Miss Hinda was widowed at an early age and lived alone on a large farm for years. She toted a pistol and wasn't afraid to use it on would be prowlers. In fact, she often carried it in her purse when she trekked to the store. She lived off the land and raised most of her food. She was a tough old bird as we say in these parts. A few years before she died, a severe ice storm rolled through her community, which is about an hour south of here. Traffic was stalled. Power was out for several days, and the phones were down. No one could reach her. It took two days for the roads to clear enough for Papa T. and his siblings to get to her house. By this time, they were worried sick about that frail 83-year old woman who was all alone. When they arrived, she didn't come to the door. They went in, searched the house frantically and finally found her in the basement. She was toasty warm thanks to the fire she had built in the fireplace. She had a makeshift bed set up and was eating food she had canned in the summer. She was rocking in her rocking chair beside the fire, reading her bible and old issues of the Reader's Digest. She didn't understand what all of the fuss was about and sent them home. After all, she survived for years without electricity and indoor plumbing. A little ice was nothing. They sheepishly tucked their tails and drove away from the farm, scratching their heads and laughing. I think of her every time we get an ice storm and laugh at what a candy butt I can be when my electricity goes out for an hour, even though I grew up in the sticks. My generation just doesn't compare to her's. I don't care what anyone says.

Tuesday, February 12, 2008

Ice, Ice Baby

This is what folks in this area woke up to today.

I work in the utility business. Mmmmhmmm. Gotta go. I have to get back to eating bon bons and filing my nails.

Monday, February 11, 2008

Return to Sender

Well, I got on the wrong list somehow. I received a Victoria’s Secret catalog, and I don’t know why. I’m too cheap to spend any money in that store, and haven’t given them my name or address that I can recall. I took a little gander at the catalog though, just in case I get a wild urge to blow $200 on a pair of undies. It confirmed my suspicions that there was nothing in there for me.

The bikini bottoms wouldn’t cover up my old pregnancy stretch marks below my belly button. In fact, they would barely cover my bottom. None of the suits is made for folks with figure flaws. The one swimsuit top that mentions extra support only goes up to a size 38 B-C. That’s not support. That’s a liner. The blue satin baseball hat that says “Sexy Little Thing” is on sale for $5.99, but I couldn’t wear that in public without laughing. The long pink satin gloves with sparkles are just $9.99 and the matching faux fur mini skirt is just $6.99 but those seem a little over the top, don’t cha’ think? The winter pajamas are on sale, too but they all seem a little brief for winter weather. We have mild winters in Kentucky, but I would still freeze my patookus off in that stuff. Besides, they would clash with my fuzzy bed socks and chenille robe. That leaves a few tanks and turtlenecks, but what’s the point of wearing a turtleneck is it has a big hole in the back? Won’t that be a little cold? Oh, there was a lovely sweater dress that I would actually wear, but it’s on sale for $75, and that’s still not cheap enough for me. When it gets to $40, we’ll talk. Hey, is that a pair of over the knee leopard print boots? Oh wait. Halloween isn’t for another ten months.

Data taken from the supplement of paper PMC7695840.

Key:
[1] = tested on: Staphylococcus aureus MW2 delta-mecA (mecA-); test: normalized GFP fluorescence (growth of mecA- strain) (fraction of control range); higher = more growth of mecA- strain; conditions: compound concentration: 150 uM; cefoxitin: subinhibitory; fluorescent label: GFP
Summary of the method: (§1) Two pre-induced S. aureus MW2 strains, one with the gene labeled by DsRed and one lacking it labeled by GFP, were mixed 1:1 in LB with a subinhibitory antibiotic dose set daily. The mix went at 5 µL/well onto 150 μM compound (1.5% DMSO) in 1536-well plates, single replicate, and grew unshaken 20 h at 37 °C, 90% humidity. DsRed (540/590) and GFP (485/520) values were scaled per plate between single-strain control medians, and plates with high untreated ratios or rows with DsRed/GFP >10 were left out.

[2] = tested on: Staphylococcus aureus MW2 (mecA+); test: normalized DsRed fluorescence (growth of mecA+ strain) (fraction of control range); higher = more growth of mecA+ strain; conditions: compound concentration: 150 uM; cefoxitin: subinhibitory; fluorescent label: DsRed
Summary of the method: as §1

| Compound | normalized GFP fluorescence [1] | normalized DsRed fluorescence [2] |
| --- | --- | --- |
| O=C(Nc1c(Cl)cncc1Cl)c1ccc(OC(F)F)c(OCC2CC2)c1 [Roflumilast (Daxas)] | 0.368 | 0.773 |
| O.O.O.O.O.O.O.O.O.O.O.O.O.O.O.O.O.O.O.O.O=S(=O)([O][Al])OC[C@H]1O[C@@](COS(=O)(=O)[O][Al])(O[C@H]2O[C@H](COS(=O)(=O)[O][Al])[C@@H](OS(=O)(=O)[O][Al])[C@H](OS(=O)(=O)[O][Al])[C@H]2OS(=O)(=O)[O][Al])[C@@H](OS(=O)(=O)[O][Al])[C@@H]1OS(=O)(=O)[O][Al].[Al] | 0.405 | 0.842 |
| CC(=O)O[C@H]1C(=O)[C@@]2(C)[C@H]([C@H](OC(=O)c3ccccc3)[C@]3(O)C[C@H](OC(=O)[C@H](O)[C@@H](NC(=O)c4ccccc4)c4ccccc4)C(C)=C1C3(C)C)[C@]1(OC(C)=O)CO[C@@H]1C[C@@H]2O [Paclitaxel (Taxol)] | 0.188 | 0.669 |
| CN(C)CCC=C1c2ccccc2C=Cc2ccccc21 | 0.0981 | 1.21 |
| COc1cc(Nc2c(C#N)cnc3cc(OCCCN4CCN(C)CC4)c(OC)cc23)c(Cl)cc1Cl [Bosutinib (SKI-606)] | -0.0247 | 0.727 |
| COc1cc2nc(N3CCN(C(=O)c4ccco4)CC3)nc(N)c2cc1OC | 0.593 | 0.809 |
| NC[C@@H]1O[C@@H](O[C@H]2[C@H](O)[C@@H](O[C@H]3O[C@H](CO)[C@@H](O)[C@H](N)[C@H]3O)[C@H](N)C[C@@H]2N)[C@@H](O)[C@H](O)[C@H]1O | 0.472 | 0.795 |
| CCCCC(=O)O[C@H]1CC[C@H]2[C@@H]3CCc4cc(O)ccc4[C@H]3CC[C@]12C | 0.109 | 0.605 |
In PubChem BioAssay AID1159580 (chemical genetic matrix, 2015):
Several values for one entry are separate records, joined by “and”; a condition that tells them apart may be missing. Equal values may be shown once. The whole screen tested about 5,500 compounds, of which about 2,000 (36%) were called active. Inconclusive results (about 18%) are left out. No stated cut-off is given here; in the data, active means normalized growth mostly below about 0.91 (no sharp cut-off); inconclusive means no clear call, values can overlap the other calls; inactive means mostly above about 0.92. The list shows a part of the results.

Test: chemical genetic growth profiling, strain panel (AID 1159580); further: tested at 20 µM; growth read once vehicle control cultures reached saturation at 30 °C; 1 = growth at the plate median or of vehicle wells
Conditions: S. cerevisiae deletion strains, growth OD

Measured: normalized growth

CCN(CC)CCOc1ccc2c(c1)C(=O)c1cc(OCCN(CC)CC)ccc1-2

Sigh. I knew better than to look at that book. I knew it would just make me feel old and confused. I need to trade with Teen Angel. She got an offer on cemetery lots and funeral preplanning. She’s on the wrong list, too.

Saturday, February 9, 2008

The Sky is Falling, The Sky is Falling

Brothers and sisters, if you are not right with the Lord you need to get right. The end is coming soon. Of this I am sure. How do I know? Yesterday I came home from work to find that my darling 15-year daughter, without any prompting by an adult, had cleaned out and organized one of my kitchen cabinets. I kid you not. If I'm lyin' I'm dyin'. See?

By the way, those Dove chocolates are NOT mine. I promise. I don't like dark chocolate. Not one tiny bit. Now, milk chocolate is an entirely different thing. I can't tell you why I have two bags of lentils, either. And can you tell we are mandarin orange freaks? Anyway, she cleaned, sorted, tossed and organized until it looked all neat and tidy. She even thought about alphabetizing the canned goods but knew that system wouldn't last with me, so she refrained from doing so. Whew! Thank goodness I dodged that bullet.